- Media category
- Materials used
- type C photograph
- 115.0 x 242.0 cm image; 124.5 x 260.0 cm sheet; 129.0 x 264.0 cm frame
- Signature & date
Signed label l.c. verso frame, ink "Anne Zahalka". Not dated.
- Gift of Geoff and Vicki Ainsworth 2005
- Not on display
- Accession number
- © Anne Zahalka/Copyright Agency
- Artist information
Works in the collection
Anne Zahalka's career spans more than 20 years and she has exhibited widely in Australia and internationally most recently as part of the Australian exhibition 'Supernatural artificial' at the Tokyo Metropolitan Museum of Photography, Japan in 2004, 'Fieldwork: Australian art 1968-2002', National Gallery of Victoria 2002, and 'Photographica Australis' which toured Asia extensively 2002-2003.
Zahalka has, from very early in her career, been particularly interested in issues of identity and matters of representation. In the 1980s she frequently deconstructed historical images. By the 1990s, Zahalka's work turned to modern urban environments where the issue of the modern identity remained paramount. This has continued through her various series such as 'Open house' 1995 and 'Fortresses and frontiers' 2000.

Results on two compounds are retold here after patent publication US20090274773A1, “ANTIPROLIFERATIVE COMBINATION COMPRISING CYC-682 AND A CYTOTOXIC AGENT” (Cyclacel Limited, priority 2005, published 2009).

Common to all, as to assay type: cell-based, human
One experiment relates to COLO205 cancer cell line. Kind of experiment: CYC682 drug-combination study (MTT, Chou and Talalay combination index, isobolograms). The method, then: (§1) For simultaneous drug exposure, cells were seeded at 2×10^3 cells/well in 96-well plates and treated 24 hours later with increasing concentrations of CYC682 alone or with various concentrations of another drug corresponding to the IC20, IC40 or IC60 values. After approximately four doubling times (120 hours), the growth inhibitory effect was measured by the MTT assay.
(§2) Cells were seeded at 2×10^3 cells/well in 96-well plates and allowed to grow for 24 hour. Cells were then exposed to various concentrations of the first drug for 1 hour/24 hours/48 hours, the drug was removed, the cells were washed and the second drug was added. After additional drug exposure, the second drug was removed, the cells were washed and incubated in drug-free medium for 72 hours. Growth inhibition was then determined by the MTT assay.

In 1999 Zahalka exhibited her first 'Leisureland' series. This has become an ongoing project mutating more recently into 'Natural wonders' 2004. Anne Zahalka has commented, 'In Leisureland…we are communally united in our desire to escape from the quotidian in these contrived entertainment worlds where everything is big, loud, colourful and conveniently built in the very heart of the suburb we are trying to escape from', and, in common with her earlier work such as 'Bondi: playground of the Pacific' (which is in the Art Gallery's collection), '…all explore the mythologies of Australian leisure and the sites in which they take place.'
'Crowning ceremony…', as is common with most of the Leisureland series, shows the audience in rapt concentration at the events unfolding before them. Unlike 'Woodchop stadium' the work is panoramic rather than centralised. The image was shot in 2 parts, panning from the left to the middle, then to the right. The 2 negatives were joined digitally.
Other works by Anne Zahalka
See all 28 works